39 See Peter Johnson, op. cit., 2.

Withdrawal Rules and integration into National Budget

40 In his presentation of the 2012 Budget to the Parliament in late 2011, the Minister for Treasury and Finance cited the experience of MRSF as a warning, stating ‘... this Fund failed to meet its objectives, and the moneys initially saved were ransacked and wasted.’ Don Pomb Polye, PNG Minister for Treasury and Finance, 2012 Budget Speech: Sharing the Wealth and Empowering our People, 6 December 2012, budget_documents/Speech/budget.speech.2012.pdf, 20.

Withdrawal from the Stabilisation Fund will be determined by the 15 year long-term moving average of mining and petroleum revenues as a share of nonmineral revenue. In other words, when the amount of mineral revenues as a share of non-mineral GDP

41 Department of Treasury and Bank of Papua New Guinea, op. cit, Possible Creation of a Sovereign Wealth Fund, 4. See also a similar paper by the International Monetary Fund, “Papua New Guinea: Selected Issues Paper and Statistical Appendix,” IMF Country Report No. 10/163, June 2010.

44 “Organic Law on the Sovereign Wealth Fund,” Papua New Guinea National Gazette, 2 November 2011, files/2011/

42 See Department of Foreign Affair and Trade, Joint Understanding between Papua New Guinea and Australia on further cooperation on the PNG LNG Project, 43 PNG Government Department of Treasury, 2012 Budget: The Establishment of a Sovereign Wealth Fund, Vol.1, files/2012/budget_documents/Volume1/chapters/vol1.chapter13.pdf, 155.


Unfortunately, Sovereign Wealth Funds do not have a good history in PNG. The most notorious case is that of the Mineral Resources Stabilisation Fund (MRSF), PNG’s first and, until now, largest Sovereign Wealth Fund. The MRSF was created in the 1970s to receive all tax, royalty and dividend payments from major mining and oil projects including Misima, Porgera, Kutubu and Tolakuma and Ok Tedi, and then over time, to ensure the smooth allocation and distribution of the funds through the budget.39 The MRSF was heavily implicated in the financial mismanagement of the 1990s mining boom and was drained of all its resources by the turn of the century. There have also been allegations that Government Trust Accounts set up after the demise of the MRSF were also drained of some of their revenues. The stories of both these funds, as well as that of the PNGSDP, are told in more detail in Box 4.3. The notable failures of previous Sovereign Wealth Funds are well remembered today in PNG.40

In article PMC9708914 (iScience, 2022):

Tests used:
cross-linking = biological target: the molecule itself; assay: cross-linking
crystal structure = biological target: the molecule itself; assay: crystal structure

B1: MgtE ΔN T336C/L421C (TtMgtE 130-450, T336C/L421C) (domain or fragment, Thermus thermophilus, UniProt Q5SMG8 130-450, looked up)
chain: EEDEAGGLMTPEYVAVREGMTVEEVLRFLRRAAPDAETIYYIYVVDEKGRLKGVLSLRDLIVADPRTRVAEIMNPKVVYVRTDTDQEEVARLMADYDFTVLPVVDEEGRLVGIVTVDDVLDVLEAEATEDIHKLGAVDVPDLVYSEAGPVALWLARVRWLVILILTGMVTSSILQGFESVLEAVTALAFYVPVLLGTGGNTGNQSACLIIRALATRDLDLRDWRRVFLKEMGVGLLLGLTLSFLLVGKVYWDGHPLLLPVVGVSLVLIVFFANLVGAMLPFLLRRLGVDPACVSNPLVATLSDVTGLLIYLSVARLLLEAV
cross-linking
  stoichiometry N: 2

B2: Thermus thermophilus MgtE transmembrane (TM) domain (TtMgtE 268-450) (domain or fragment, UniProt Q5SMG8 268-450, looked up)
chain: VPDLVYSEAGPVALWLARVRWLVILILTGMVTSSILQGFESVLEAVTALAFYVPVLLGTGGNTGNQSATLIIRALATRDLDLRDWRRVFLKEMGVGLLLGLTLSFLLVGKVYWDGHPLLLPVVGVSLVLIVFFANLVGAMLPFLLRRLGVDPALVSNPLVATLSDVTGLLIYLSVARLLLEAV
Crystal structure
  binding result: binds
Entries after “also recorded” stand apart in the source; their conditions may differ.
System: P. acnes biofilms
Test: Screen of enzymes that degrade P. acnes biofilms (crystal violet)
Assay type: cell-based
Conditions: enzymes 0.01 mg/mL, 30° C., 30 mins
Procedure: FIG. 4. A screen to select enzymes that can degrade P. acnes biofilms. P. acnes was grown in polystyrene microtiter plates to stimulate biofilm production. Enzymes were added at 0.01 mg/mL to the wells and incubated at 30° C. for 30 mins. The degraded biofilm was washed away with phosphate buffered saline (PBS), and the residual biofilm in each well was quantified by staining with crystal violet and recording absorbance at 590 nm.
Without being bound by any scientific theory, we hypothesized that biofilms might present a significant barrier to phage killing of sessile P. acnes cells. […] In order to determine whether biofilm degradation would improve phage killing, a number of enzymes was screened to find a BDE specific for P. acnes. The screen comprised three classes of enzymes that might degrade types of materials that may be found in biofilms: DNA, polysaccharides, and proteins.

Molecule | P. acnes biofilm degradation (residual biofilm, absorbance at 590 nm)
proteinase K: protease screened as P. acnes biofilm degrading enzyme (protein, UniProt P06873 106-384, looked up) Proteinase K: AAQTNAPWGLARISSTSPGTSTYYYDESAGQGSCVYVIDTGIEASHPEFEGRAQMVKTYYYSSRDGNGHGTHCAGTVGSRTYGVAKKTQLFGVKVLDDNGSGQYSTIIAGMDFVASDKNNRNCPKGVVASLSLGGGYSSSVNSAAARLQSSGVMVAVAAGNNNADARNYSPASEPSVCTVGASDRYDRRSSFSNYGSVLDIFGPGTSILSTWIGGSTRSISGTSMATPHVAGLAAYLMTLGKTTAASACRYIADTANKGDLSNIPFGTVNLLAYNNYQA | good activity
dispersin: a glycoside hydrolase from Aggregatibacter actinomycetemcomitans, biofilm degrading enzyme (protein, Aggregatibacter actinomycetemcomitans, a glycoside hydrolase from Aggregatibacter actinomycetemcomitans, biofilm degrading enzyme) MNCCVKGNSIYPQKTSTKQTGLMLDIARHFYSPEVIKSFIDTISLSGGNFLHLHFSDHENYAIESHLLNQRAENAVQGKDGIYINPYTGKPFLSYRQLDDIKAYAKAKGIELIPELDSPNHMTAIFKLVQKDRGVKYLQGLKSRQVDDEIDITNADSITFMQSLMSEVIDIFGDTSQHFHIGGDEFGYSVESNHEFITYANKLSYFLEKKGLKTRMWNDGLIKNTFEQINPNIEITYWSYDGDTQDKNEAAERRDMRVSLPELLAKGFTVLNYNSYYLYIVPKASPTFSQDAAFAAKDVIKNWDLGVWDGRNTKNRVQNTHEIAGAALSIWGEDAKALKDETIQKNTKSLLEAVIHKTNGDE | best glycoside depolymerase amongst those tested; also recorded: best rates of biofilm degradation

By November of the same year, when the draft legislation, The Organic Law on the Sovereign Wealth Fund 44 was published, it became clear that under the new PNG Government there were changes to the model initially proposed. While the law only incorporates high-level policy issues, the more detailed aspects (including withdrawal rules and management of fund dispersal) will be established and can be amended through Acts of Parliament.

45 PNG Government Department of Treasury, op. cit. 2012 Budget: The Establishment of a Sovereign Wealth Fund, 155. 46 ‘Organic Law on the Sovereign Wealth Fund’ , op. cit.



is above the long term average, the excess mineral revenues may not be withdrawn from the Fund. All funds drawn down from the Stabilisation Fund should flow through the National Budget. As mentioned above, a defined amount (determined by an Act of Parliament) will be withdrawn from the Stabilisation Fund and deposited into the Budget on an annual basis, before being deposited in the Development Fund. It is stated that there will be a ‘check and balance’ on the process of funding being released from the Development Fund for both accounts. But details of this accountability process have yet to be released publicly.47